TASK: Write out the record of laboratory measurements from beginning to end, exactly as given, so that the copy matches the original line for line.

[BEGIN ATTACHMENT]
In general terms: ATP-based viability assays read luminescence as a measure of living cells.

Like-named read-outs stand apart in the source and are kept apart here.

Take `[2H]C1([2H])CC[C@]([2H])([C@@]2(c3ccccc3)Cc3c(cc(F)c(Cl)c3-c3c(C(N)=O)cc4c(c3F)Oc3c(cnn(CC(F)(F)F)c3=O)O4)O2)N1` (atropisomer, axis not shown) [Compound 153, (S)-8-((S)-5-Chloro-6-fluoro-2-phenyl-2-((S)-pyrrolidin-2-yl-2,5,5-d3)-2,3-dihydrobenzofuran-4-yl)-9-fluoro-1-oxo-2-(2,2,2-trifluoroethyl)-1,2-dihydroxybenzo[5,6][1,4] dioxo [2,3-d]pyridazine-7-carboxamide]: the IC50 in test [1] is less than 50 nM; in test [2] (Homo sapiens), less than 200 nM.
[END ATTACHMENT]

In general terms: ATP-based viability assays read luminescence as a measure of living cells.

Like-named read-outs stand apart in the source and are kept apart here.

Take `[2H]C1([2H])CC[C@]([2H])([C@@]2(c3ccccc3)Cc3c(cc(F)c(Cl)c3-c3c(C(N)=O)cc4c(c3F)Oc3c(cnn(CC(F)(F)F)c3=O)O4)O2)N1` (atropisomer, axis not shown) [Compound 153, (S)-8-((S)-5-Chloro-6-fluoro-2-phenyl-2-((S)-pyrrolidin-2-yl-2,5,5-d3)-2,3-dihydrobenzofuran-4-yl)-9-fluoro-1-oxo-2-(2,2,2-trifluoroethyl)-1,2-dihydroxybenzo[5,6][1,4] dioxo [2,3-d]pyridazine-7-carboxamide]: the IC50 in test [1] is less than 50 nM; in test [2] (Homo sapiens), less than 200 nM.